The poem is worth reading in its entirety if you have a couple minutes, which should be sufficient for giving it a visual sweep and a few seconds of reflection. Be warned, it's a very sober delving into the ceaseless march of time, through us and always away from us. In example:

'The glacier knocks in the cupboard,
The desert sighs in the bed,
And the crack in the tea-cup opens
A lane to the land of the dead.'

So, love: a tough business, yeah, and I suppose the situation is made all the more serious by how little time we have. That's all.

Brief Intermission

Seeing as our academic obligations are ramping up in view of the end of the term, I'm afraid I am going to need to put this blog on a temporary hold. I hope to continue putting up brief posts here and there, perhaps some pictures, but my conscience demands that I spend more of my "free" time reading for thesis research and developing a more detailed outline for the project, and I'm not of a mind to go against conscience in this case.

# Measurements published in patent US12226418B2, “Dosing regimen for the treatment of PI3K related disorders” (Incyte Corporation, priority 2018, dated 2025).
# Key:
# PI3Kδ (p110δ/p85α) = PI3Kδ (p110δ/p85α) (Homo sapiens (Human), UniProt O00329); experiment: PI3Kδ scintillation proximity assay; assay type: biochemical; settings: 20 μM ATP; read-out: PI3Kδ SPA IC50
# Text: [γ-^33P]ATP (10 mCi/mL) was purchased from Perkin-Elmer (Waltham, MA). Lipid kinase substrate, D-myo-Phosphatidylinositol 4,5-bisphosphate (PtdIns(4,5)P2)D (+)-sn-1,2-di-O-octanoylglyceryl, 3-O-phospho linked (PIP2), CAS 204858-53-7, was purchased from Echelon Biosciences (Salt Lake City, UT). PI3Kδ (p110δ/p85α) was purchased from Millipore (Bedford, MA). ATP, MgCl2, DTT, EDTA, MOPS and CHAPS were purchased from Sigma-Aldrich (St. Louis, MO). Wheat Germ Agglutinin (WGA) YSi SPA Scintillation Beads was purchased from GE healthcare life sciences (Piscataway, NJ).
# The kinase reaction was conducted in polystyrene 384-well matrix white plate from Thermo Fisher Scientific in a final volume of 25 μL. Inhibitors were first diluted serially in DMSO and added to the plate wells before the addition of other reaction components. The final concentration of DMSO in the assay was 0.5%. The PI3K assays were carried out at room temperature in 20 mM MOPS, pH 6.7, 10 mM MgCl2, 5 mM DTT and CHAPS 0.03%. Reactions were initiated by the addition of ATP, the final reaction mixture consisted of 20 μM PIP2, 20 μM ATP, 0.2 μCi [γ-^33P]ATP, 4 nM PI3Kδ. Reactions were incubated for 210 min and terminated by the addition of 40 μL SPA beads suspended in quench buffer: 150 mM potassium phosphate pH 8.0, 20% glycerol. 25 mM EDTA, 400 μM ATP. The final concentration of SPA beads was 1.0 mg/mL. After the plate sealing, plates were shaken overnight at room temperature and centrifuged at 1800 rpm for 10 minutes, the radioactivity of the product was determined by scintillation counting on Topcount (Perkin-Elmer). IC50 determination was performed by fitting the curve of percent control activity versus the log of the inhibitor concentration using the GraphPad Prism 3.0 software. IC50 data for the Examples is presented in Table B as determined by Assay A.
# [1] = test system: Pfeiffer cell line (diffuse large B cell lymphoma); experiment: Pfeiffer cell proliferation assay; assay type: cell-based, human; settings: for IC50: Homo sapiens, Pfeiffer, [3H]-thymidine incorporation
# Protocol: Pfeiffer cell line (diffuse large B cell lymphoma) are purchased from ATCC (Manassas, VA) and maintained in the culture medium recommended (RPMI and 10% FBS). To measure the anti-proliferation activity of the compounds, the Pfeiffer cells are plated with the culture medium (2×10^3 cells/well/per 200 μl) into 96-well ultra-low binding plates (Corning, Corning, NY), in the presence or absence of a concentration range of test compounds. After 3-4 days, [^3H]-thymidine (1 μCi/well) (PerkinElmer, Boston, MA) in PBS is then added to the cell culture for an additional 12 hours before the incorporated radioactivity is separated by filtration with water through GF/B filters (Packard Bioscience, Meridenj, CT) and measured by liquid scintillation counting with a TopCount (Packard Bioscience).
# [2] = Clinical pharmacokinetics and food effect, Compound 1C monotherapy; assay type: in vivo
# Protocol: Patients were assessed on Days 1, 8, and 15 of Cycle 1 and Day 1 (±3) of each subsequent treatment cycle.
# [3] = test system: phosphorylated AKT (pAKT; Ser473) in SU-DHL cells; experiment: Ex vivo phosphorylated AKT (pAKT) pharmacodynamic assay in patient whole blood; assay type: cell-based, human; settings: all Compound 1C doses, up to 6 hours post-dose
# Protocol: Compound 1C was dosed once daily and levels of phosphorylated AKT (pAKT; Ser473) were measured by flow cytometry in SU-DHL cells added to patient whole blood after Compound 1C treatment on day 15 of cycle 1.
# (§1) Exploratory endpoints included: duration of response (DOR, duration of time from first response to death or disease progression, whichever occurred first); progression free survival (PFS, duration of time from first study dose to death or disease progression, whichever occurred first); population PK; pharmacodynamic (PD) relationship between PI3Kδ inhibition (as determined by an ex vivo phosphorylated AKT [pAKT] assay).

Thanks for being the best blog followers around, you guys. See you again soon. 

Tuesday, November 22, 2011

Roof With a View

We have one. Please enjoy the following pictures, which I snapped using the camera that Rachyl sent me. Seriously, my friends are the best.

our point of access

we will rotate to the left, so as to give a sense of the full sweep

still some autumnal color in the trees

wonderful place to enjoy a glass of wine at night ...

... or paw through a philosophical tome during the day 

Justus Lipsius college is the beautiful background building

in the distance you can just make out the cathedral and old town hall

Tuesday, November 15, 2011

How Everything Stands for Everything Else

Names have not been changed but modifications have been made to the following events, to protect the identities of those involved.